Who Dares Wins.
This film is often only given a two star rating by critics. With an all star cast ranging from the two leads Lewis Collins and Judy Davis, to Mr Equalizer himself Edward Woodward. Peter Skellen is thrown out of the Special Air Service for gross miss conduct. This is just a cover to allow him to get close enough to members of The People's Lobby and prevent a major international incident.
Judy Davis plays one of the terrorists leaders, there is a constant hassle between the two main organisers of what they call the 'biggest coup this country will ever see' when Davis whose character is called Frankie Leith embarks on a relationship with Skellen. Leith wants him to join their group after spending one night with him and learning that he is now ex-SAS, she believes they may need his expertise.
The Lobby plan to hold several US dignitaries hostage. It's a race against time as Skellen juggles his personal life with his duties trying unsuccessfully not to get found out and remain under cover.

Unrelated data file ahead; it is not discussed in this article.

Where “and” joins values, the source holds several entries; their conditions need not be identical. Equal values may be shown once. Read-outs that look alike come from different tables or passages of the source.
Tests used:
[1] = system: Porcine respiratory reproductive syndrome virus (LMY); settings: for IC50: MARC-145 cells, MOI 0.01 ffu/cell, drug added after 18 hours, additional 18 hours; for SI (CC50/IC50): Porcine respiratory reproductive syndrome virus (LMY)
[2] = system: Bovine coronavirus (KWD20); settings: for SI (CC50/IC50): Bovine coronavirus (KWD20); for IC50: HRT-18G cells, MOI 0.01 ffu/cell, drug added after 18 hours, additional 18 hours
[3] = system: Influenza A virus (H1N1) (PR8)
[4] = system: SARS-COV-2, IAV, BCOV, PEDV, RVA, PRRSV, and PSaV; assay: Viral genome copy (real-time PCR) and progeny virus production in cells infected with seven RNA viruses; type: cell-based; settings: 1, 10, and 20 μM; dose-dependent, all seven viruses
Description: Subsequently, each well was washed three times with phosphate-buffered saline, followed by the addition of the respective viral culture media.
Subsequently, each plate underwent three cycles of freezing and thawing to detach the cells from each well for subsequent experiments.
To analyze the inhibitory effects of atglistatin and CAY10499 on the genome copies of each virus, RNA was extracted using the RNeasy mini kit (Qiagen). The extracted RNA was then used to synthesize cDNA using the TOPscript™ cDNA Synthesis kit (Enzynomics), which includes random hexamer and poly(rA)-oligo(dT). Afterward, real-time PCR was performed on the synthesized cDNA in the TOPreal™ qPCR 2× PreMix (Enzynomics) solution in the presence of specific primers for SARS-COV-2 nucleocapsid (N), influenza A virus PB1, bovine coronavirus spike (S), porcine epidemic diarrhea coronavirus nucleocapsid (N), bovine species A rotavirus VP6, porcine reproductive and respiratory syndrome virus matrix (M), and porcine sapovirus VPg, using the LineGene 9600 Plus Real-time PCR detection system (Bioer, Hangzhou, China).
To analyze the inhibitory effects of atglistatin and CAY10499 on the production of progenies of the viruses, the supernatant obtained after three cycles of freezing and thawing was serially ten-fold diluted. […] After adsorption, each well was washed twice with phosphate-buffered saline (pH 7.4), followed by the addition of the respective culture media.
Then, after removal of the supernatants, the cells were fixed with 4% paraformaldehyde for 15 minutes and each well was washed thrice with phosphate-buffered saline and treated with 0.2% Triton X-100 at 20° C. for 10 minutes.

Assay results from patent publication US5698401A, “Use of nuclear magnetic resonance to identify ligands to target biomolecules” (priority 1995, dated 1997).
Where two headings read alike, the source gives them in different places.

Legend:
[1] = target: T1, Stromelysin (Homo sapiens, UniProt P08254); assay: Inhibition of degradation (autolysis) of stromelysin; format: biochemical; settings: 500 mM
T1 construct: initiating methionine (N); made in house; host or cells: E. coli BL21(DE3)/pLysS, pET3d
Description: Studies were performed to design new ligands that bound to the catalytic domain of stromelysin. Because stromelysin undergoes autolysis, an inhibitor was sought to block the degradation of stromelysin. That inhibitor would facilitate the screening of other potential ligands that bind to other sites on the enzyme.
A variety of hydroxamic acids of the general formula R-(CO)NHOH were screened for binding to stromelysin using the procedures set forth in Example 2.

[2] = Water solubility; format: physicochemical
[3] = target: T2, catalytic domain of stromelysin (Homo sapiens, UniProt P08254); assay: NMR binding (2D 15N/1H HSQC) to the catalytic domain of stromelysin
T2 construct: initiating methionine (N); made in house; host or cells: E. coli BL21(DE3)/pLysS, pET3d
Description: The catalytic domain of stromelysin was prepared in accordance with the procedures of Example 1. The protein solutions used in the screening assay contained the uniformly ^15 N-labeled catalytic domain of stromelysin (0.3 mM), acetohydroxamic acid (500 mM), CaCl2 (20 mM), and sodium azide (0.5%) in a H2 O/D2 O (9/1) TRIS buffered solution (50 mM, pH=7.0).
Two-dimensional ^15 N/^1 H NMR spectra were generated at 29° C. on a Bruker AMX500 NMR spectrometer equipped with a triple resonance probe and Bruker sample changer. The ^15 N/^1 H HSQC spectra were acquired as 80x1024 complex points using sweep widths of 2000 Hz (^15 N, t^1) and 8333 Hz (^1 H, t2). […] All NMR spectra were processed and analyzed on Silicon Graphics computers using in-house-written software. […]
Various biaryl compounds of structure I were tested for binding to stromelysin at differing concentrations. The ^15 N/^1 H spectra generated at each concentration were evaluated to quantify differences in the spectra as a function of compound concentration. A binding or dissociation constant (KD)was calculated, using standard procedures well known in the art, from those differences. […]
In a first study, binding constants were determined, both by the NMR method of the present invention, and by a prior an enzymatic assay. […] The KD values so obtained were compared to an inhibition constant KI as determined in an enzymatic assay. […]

Rod Walker, Leith's partner has Skellen followed, and they learn about his wife and child, who they later take hostage to keep Skellen in line.
Overall, the plot goes off a bit in places, leading up to the killing of General Ira Potter and then the final raid.
It is typical of the type of gung ho, kick arse programmes we saw in the eighties. You get the feel that it is part Professionals and part the Sweney rolled inito one. But you do get a sense of what the SAS is like, and that we should be very glad they are there and on our side.
Roy Budd composed the music, the sound track is here.
There is a good performance for the excellent Tony Doyle. I found an interview with Lewis Collins here.
One thing that always puzzles me is that if they know the main leaders of the group have already killed, for example one informant was killed at the beginning of the film, then Skellen's contact is killed, surely they would have arrested the main leaders. Still, I suppose they wanted to get them all in one place.